Robert Farley, a frequent contributor to TNI, is author of The Battleship Book. He serves as a Senior Lecturer at the Patterson School of Diplomacy and International Commerce at the University of Kentucky. His work includes military doctrine, national security, and maritime affairs. He blogs at Lawyers, Guns and Money and Information Dissemination and The Diplomat.

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5 Best Submarines:

There have been three great submarine campaigns in history, and one prolonged duel. The First and Second Battles of the Atlantic pitted German U-boats against the escorts and aircraft of the United Kingdom and the United States. The Germans very nearly won World War I with the first campaign, and badly drained Allied resources in the second. In the third great campaign, the submarines of the US Navy destroyed virtually the entire commercial fleet of Japan, bringing the Japanese economy to its knees. US subs also devastated the Imperial Japanese Navy, sinking several of Tokyo’s most important capital ships.

But the period most evocative of our modern sense of submarine warfare was surely the forty year duel between the submarines of the USSR and the boats of the various NATO navies. Over the course of the Cold War, the strategic nature of the submarine changed; it moved from being a cheap, effective killer of capital ships to a capital ship in its own right. This was especially the case with the boomers, submarines that carried enough nuclear weapons to kill millions in a few minutes.

As with previous “5 Greatest” lists, the answers depend on the parameters; different sets of metrics will generate different lists. Our metrics concentrate on the strategic utility of specific submarine classes, rather than solely on their technical capabilities.

· Was the submarine a cost-effective solution to a national strategic problem?

· Did the submarine compare favorably with its contemporaries?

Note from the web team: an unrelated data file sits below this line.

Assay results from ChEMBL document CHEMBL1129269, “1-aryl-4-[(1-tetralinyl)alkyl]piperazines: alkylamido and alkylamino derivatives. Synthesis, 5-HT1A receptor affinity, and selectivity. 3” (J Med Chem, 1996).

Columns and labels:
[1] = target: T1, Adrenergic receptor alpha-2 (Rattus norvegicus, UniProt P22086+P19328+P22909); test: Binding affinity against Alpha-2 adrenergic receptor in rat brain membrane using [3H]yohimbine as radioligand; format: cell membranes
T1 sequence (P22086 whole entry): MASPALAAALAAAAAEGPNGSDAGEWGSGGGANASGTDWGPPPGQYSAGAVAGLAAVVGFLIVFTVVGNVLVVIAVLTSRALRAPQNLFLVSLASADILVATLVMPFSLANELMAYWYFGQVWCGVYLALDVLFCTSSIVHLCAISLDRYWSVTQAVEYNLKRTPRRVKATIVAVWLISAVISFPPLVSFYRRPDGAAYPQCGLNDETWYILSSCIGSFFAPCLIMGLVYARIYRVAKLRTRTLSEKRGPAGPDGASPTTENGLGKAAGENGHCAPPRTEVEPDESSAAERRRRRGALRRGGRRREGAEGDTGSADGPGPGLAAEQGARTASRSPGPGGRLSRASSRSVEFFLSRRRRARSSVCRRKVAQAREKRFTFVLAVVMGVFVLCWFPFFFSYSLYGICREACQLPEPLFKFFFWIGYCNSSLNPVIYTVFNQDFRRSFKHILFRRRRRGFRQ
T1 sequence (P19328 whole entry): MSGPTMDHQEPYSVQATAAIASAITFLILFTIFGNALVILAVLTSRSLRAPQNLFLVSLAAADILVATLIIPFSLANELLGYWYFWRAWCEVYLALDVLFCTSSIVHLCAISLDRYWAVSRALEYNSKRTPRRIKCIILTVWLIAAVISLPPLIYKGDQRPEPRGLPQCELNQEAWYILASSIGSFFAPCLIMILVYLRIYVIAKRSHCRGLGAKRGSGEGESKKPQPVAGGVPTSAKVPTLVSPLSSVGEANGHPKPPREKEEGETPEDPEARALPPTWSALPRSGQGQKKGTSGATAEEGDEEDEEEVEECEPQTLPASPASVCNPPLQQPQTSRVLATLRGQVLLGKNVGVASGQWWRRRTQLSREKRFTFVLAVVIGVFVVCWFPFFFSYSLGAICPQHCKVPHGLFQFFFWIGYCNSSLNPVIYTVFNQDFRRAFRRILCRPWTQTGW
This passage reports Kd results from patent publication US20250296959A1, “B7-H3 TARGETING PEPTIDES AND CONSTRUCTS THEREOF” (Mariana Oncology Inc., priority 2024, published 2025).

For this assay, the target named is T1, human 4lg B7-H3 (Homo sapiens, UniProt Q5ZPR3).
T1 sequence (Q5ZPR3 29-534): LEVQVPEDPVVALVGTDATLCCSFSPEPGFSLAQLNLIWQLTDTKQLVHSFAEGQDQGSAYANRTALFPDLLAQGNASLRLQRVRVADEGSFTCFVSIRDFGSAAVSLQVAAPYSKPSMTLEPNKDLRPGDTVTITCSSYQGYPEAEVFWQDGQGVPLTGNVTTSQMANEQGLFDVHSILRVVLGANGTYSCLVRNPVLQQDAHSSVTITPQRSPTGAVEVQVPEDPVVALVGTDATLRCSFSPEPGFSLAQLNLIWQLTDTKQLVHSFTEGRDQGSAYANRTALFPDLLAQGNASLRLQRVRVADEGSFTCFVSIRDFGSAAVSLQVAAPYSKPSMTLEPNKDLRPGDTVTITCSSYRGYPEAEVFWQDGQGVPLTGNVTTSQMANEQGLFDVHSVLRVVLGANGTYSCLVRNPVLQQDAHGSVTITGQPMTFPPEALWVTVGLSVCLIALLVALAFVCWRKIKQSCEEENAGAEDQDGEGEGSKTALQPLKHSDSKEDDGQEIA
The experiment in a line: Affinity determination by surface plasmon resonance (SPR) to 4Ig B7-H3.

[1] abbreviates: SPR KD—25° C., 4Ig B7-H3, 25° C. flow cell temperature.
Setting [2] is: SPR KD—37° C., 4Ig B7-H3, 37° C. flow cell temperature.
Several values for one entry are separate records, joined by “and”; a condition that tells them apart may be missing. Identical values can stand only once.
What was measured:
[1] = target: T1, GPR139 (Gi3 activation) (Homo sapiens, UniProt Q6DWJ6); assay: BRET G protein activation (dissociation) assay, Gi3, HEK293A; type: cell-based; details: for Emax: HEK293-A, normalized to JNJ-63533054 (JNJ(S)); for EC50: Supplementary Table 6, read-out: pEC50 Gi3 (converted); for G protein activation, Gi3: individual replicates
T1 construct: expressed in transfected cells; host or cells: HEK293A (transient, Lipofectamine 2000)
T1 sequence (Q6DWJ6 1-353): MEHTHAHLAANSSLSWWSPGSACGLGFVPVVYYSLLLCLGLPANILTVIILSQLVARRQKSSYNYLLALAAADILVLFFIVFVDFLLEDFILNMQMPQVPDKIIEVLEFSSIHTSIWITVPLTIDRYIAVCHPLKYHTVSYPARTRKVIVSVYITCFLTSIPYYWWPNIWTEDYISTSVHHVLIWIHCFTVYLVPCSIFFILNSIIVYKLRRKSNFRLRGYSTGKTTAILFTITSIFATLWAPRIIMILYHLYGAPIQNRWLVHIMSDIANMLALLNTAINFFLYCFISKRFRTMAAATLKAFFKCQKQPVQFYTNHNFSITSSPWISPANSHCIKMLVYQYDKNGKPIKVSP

· Was the submarine’s design innovative?

And with that, the five best submarines of all time:

U-31:

The eleven boats of the U-31 class were constructed between 1912 and 1915. They operated in both of the periods of heavy action for German U-boats, early in the war before the suspension of unrestricted warfare, and again in 1917 when Germany decided to go for broke and cut the British Empire off at the knees. Four of these eleven boats (U-35, U-39, U-38, and U-34) were the four top killers of World War I; indeed, they were four of the five top submarines of all time in terms of tonnage sunk (the Type VII boat U-48 sneaks in at number 3). U-35, the top killer, sank 224 ships amounting to over half a million tons.

The U-31 boats were evolutionary, rather than revolutionary; they represented the latest in German submarine technology for the time, but did not differ dramatically from their immediate predecessors or successors. These boats had good range, a deck gun for destroying small shipping, and faster speeds surfaced than submerged. These characteristics allowed the U-31 class and their peers to wreak havoc while avoiding faster, more powerful surface units. They did offer a secure, stealthy platform for carrying out a campaign that nearly forced Great Britain from the war. Only the entry of the United States, combined with the development of innovative convoy tactics by the Royal Navy, would stifle the submarine offensive. Three of the eleven boats survived the war, and were eventually surrendered to the Allies.

Balao:

The potential for a submarine campaign against the Japanese Empire was clear from early in the war. Japanese industry depended for survival on access to the natural resources of Southeast Asia. Separating Japan from those resources could win the war. However, the pre-war USN submarine arm was relatively small, and operated with poor doctrine and bad torpedoes. Boats built during the war, including primarily the Gato and Balao class, would eventually destroy virtually the entire Japanese merchant marine.